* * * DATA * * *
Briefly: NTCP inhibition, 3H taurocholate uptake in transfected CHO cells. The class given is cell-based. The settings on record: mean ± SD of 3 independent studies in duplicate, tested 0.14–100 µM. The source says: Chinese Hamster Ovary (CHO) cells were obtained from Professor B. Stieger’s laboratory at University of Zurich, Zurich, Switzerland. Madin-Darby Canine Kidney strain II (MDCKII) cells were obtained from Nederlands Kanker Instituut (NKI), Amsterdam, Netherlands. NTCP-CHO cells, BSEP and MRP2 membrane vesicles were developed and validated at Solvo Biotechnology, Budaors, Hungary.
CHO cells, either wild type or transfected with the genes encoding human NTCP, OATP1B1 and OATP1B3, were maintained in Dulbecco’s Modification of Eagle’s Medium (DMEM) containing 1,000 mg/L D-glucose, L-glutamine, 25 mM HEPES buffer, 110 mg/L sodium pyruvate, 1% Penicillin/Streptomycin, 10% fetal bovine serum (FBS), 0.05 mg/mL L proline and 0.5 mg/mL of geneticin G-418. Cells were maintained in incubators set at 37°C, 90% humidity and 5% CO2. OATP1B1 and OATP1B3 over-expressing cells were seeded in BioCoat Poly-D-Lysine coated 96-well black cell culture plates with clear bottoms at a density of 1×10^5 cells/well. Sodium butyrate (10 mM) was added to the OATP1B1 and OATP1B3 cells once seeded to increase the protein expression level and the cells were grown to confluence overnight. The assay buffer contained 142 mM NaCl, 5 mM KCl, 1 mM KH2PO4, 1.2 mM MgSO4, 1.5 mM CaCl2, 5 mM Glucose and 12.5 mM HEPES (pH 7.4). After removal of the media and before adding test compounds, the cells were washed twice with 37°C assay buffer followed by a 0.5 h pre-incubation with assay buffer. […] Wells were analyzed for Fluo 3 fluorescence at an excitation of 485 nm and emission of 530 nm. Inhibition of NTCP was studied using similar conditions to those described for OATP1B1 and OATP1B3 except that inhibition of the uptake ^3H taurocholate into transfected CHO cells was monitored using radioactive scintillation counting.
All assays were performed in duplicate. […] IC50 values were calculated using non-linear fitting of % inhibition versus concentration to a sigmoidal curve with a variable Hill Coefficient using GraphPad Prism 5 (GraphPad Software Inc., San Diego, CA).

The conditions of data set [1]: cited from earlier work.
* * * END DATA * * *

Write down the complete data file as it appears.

Briefly: NTCP inhibition, 3H taurocholate uptake in transfected CHO cells. The class given is cell-based. The settings on record: mean ± SD of 3 independent studies in duplicate, tested 0.14–100 µM. The source says: Chinese Hamster Ovary (CHO) cells were obtained from Professor B. Stieger’s laboratory at University of Zurich, Zurich, Switzerland. Madin-Darby Canine Kidney strain II (MDCKII) cells were obtained from Nederlands Kanker Instituut (NKI), Amsterdam, Netherlands. NTCP-CHO cells, BSEP and MRP2 membrane vesicles were developed and validated at Solvo Biotechnology, Budaors, Hungary.
CHO cells, either wild type or transfected with the genes encoding human NTCP, OATP1B1 and OATP1B3, were maintained in Dulbecco’s Modification of Eagle’s Medium (DMEM) containing 1,000 mg/L D-glucose, L-glutamine, 25 mM HEPES buffer, 110 mg/L sodium pyruvate, 1% Penicillin/Streptomycin, 10% fetal bovine serum (FBS), 0.05 mg/mL L proline and 0.5 mg/mL of geneticin G-418. Cells were maintained in incubators set at 37°C, 90% humidity and 5% CO2. OATP1B1 and OATP1B3 over-expressing cells were seeded in BioCoat Poly-D-Lysine coated 96-well black cell culture plates with clear bottoms at a density of 1×10^5 cells/well. Sodium butyrate (10 mM) was added to the OATP1B1 and OATP1B3 cells once seeded to increase the protein expression level and the cells were grown to confluence overnight. The assay buffer contained 142 mM NaCl, 5 mM KCl, 1 mM KH2PO4, 1.2 mM MgSO4, 1.5 mM CaCl2, 5 mM Glucose and 12.5 mM HEPES (pH 7.4). After removal of the media and before adding test compounds, the cells were washed twice with 37°C assay buffer followed by a 0.5 h pre-incubation with assay buffer. […] Wells were analyzed for Fluo 3 fluorescence at an excitation of 485 nm and emission of 530 nm. Inhibition of NTCP was studied using similar conditions to those described for OATP1B1 and OATP1B3 except that inhibition of the uptake ^3H taurocholate into transfected CHO cells was monitored using radioactive scintillation counting.
All assays were performed in duplicate. […] IC50 values were calculated using non-linear fitting of % inhibition versus concentration to a sigmoidal curve with a variable Hill Coefficient using GraphPad Prism 5 (GraphPad Software Inc., San Diego, CA).

The conditions of data set [1]: cited from earlier work.